Table of Contents

“Play is our brain’s favorite way of learning.”

Play is our brain's favorite way of learning

Recently I took my kids to The Strong National Museum of Play. As we walked through the seemingly endless interactive exhibits, I looked up to find this quote: “Play is our brain’s favorite way of learning.” – Diane Ackerman.

Play is our brain's favorite way of learning

There may not be any hard science behind this statement, but we don’t always need empirically-tested data to be inspired by an idea. When it’s integrated into a learning experience with intention, play isn’t just a gimmick. Play can engage participants’ hearts and minds which in turn can capture their attention and can allow them to explore and navigate complex concepts on their own terms.

Here are a handful of ideas to bring play into your next session.

Play before the session even begins.

One of the things that struck me as we walked through this museum was how quickly my kids were drawn to some exhibits (and how quickly they dismissed other exhibits). Just seeing a Twister mat on the floor and a spinner on the wall, they immediately began to play. Yet when they approached an exhibit that seemed complex or confusing, they moved on.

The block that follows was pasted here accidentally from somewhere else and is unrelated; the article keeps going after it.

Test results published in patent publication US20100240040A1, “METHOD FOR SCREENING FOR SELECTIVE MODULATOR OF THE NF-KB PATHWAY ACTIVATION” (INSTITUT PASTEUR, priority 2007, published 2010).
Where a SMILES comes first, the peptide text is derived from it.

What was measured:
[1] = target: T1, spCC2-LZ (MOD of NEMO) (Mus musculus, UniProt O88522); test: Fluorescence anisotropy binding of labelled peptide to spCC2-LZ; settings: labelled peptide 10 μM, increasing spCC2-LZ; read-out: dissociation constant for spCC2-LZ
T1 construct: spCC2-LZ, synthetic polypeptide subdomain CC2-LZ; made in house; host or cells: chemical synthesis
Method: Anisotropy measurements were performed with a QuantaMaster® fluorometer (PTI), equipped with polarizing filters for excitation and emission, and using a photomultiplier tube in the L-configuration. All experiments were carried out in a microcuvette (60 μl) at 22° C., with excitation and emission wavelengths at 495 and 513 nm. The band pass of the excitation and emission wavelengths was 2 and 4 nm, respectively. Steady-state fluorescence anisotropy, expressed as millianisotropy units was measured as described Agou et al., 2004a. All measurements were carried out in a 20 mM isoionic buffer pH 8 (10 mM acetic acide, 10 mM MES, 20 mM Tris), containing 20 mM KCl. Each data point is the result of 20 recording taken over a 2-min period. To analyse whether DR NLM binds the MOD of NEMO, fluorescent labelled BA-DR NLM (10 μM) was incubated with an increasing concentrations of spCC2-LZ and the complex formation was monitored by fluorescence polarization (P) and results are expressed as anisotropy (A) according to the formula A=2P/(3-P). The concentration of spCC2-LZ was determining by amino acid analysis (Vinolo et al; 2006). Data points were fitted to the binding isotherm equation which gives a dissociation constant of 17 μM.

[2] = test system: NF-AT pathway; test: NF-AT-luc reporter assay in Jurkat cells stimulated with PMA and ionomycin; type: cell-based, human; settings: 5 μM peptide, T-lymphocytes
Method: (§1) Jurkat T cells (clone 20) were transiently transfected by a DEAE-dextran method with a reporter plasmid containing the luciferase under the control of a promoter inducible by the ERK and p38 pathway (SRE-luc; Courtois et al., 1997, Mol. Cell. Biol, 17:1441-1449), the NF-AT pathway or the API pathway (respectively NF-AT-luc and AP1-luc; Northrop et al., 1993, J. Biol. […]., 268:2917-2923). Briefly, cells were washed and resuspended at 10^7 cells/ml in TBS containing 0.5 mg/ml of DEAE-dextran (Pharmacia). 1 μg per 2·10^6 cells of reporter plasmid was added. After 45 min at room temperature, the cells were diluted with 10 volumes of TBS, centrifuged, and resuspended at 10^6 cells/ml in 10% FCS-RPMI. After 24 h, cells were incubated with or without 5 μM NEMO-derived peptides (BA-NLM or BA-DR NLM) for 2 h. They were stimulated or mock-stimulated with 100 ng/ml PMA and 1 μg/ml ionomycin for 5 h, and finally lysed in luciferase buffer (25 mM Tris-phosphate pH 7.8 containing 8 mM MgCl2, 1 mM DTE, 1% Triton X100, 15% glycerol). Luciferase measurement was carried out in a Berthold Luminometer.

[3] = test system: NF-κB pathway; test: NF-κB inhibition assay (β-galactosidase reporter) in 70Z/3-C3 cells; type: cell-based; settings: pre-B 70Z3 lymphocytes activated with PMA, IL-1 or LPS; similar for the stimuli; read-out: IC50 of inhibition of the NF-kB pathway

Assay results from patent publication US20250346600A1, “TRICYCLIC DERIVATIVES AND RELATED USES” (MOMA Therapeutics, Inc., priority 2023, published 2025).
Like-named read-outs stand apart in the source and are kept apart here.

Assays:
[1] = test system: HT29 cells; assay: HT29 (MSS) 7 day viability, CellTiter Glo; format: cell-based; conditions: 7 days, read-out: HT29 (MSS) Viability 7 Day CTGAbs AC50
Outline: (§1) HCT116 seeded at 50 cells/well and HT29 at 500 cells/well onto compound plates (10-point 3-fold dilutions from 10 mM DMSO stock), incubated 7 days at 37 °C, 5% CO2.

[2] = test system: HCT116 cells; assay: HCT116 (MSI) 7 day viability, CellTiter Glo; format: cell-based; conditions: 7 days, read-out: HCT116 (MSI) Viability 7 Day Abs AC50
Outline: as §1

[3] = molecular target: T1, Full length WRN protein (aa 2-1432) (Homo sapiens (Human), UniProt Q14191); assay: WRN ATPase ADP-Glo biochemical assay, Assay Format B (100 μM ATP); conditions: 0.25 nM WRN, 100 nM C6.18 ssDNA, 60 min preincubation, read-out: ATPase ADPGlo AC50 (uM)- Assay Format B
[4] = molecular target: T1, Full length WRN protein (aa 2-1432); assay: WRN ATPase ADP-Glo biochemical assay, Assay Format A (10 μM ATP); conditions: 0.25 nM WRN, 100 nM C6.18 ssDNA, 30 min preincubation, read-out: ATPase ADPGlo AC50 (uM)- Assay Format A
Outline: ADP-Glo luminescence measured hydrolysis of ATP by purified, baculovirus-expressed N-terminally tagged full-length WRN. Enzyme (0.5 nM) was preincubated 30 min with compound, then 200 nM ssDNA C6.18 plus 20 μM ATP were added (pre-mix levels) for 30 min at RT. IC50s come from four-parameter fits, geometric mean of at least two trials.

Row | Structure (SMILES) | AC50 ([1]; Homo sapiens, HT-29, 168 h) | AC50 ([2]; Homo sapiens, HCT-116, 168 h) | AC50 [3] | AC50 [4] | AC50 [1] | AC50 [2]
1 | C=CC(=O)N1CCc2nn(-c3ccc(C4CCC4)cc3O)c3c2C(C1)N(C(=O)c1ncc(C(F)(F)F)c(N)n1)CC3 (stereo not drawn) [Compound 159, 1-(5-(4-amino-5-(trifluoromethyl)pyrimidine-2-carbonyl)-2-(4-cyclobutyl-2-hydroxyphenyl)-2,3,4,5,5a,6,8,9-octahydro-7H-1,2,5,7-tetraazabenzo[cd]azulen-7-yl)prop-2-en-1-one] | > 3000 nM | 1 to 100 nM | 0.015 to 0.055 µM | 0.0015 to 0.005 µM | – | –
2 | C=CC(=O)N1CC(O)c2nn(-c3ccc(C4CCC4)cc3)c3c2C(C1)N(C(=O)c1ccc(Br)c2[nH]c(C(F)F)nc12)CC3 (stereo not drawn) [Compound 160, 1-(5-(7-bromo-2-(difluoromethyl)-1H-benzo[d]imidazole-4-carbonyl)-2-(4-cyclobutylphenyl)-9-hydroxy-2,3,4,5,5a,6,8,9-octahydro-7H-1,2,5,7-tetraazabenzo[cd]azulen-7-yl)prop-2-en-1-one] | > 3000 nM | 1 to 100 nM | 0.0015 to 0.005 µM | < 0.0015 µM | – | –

In the world of work, I’d hope that our employees don’t just move on at the first sign of complexity or confusion… although in a training environment, first impressions matter. Many participants – especially those who have been mandated to attend a training session – will be skeptical that your session will bring them immediate value. So why not try to create the best first impression possible?

Scrolling Trivia. One of my favorite ways to prime my participants is to have a slide deck set to scroll automatically through the slides every 10 seconds or so. On each slide, I put a trivia question that has something to do with the topic at hand. I’ve found that when participants are surprised by some of the answers to the trivia questions that greet them as they walk in, they pay closer attention and ask more targeted questions during the session.

Setting the Table. During one session to showcase a gamified new employee onboarding program, my co-facilitator and I set out different game elements at various tables. As participants entered the room, we encouraged them to play the short games because we were going to ask them about their impressions of these games during the session. This was a way to help break the ice (without using presentation time) and to orient participants to the topic at hand.

But Brian, what if we’re not doing a session on to showcase games we’ve already created? Good question!

I’ve seen other presenters set up the tables in a training room with trivia questions taped to candy that’s set out in the middle of the table (which helps prime participants similar to a scrolling slideshow).